Environmentalists, who had placed great hopes in Clinton’s campaign pledges and in the influence of Vice President Al Gore, said that they still hope to sway the Administration to adopt tougher measures that have greater certainty of reducing carbon emissions. But they said that they are preparing to be disappointed.
“The plan we’re hearing about is one that George Bush could have produced,” said Dan Becker, a Sierra Club analyst specializing in greenhouse gas issues. “It has no hammers, no substantial requirements. And the numbers don’t add up: You can’t get dramatic benefits from throwing pennies at a program and not requiring anything of industry. This plan would not be a ‘clarion call.’ It would be a broken promise.”
Environmentalists are particularly irked by Clinton’s unwillingness to raise mandatory fuel-efficiency standards for cars beyond the current level of 27.5 m.p.g.
Clinton, at several points in his campaign, endorsed a 45 m.p.g. Corporate Average Fuel Economy standard for cars--a measure that environmentalists believe could reduce yearly carbon emissions by as much as 40 million tons. But Administration officials acknowledged that, while such a measure was hotly debated, no mileage standard will appear in the current package. Instead, it will include a government-sponsored program to label new low-resistance tires, which allow cars to get higher gas mileage.
But many environmentalists also are angered by the Administration’s decision to allow industry to claim emission reductions by leaving forests intact or planting large tracts of new trees.
Because trees absorb some carbon, many people--especially in industry--have argued that credits should be given for reforestation efforts, widely known as “sinks.” The utilities industry--a major source of greenhouse gas emissions--has lobbied vigorously to get tax incentives and other considerations from the government in exchange for reforestation work.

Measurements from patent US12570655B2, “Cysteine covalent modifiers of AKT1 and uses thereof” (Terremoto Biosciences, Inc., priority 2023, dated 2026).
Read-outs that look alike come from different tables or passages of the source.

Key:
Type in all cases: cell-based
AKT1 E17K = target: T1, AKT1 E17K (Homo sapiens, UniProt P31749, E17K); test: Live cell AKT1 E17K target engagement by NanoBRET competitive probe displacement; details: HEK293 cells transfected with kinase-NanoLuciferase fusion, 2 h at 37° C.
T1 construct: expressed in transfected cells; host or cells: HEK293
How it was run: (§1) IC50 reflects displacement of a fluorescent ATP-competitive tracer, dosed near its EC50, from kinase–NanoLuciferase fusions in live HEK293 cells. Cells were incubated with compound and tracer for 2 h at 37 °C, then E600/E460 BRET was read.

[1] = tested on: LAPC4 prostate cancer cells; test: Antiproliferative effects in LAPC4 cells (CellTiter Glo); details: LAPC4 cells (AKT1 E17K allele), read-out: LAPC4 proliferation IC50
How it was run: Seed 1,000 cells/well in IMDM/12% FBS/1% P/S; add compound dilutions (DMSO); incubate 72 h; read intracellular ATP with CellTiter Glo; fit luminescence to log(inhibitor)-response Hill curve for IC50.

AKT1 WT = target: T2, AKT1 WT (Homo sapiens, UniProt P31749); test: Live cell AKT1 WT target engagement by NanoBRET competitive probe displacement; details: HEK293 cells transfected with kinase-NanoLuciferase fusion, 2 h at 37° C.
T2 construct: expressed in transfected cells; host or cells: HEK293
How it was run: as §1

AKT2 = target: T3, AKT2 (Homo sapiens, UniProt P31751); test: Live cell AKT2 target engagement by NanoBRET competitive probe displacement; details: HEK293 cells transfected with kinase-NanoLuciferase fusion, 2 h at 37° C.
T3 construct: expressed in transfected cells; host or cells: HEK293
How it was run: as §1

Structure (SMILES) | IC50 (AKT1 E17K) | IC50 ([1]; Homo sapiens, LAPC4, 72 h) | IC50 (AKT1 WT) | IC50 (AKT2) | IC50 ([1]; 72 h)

The Administration’s repudiation of tougher gas mileage standards and its adoption of “sinks” represent major defeats for environmentalists and victories for organized industrial interests.
Industrial leaders have argued that mandatory automobile efficiency standards--and for that matter, any mandatory conservation regulations--would hurt American industry and cost jobs, a charge to which the Clinton Administration is highly sensitive.
The plan suffered a major setback when the Administration, under heavy pressure from Congress and industry, agreed in July to withdraw a proposal to impose a broad-based energy tax. That measure was expected to reduce yearly U.S. carbon emissions by 25 million tons, or a quarter of the total reductions sought by Clinton.
After the broad-based tax was pulled and replaced with a narrower tax that would cut yearly emissions by 4 million tons, Clinton Administration officials had to scramble to make up for the loss of a central pillar in the Administration’s plan. Over three months, they have sought to piece together dozens of smaller initiatives, each of which would reduce the nation’s carbon emissions more modestly.